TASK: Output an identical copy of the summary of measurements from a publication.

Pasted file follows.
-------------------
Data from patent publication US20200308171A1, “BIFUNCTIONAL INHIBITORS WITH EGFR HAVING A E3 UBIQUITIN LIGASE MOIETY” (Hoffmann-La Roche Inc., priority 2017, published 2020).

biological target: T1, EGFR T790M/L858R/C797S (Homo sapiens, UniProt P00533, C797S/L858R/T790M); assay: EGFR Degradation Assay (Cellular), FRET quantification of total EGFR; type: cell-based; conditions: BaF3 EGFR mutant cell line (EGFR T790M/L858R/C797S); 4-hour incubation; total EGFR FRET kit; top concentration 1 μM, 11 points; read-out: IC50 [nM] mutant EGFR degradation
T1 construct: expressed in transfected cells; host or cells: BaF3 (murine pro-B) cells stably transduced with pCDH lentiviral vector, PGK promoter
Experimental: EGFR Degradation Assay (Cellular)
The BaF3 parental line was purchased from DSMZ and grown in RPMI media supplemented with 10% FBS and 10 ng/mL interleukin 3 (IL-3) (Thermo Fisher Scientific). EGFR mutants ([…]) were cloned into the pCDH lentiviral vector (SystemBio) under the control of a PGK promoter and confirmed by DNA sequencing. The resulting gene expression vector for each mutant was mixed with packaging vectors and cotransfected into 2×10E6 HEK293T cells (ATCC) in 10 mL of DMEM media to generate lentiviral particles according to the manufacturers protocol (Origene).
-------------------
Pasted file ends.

Data from patent publication US20200308171A1, “BIFUNCTIONAL INHIBITORS WITH EGFR HAVING A E3 UBIQUITIN LIGASE MOIETY” (Hoffmann-La Roche Inc., priority 2017, published 2020).

biological target: T1, EGFR T790M/L858R/C797S (Homo sapiens, UniProt P00533, C797S/L858R/T790M); assay: EGFR Degradation Assay (Cellular), FRET quantification of total EGFR; type: cell-based; conditions: BaF3 EGFR mutant cell line (EGFR T790M/L858R/C797S); 4-hour incubation; total EGFR FRET kit; top concentration 1 μM, 11 points; read-out: IC50 [nM] mutant EGFR degradation
T1 construct: expressed in transfected cells; host or cells: BaF3 (murine pro-B) cells stably transduced with pCDH lentiviral vector, PGK promoter
Experimental: EGFR Degradation Assay (Cellular)
The BaF3 parental line was purchased from DSMZ and grown in RPMI media supplemented with 10% FBS and 10 ng/mL interleukin 3 (IL-3) (Thermo Fisher Scientific). EGFR mutants ([…]) were cloned into the pCDH lentiviral vector (SystemBio) under the control of a PGK promoter and confirmed by DNA sequencing. The resulting gene expression vector for each mutant was mixed with packaging vectors and cotransfected into 2×10E6 HEK293T cells (ATCC) in 10 mL of DMEM media to generate lentiviral particles according to the manufacturers protocol (Origene).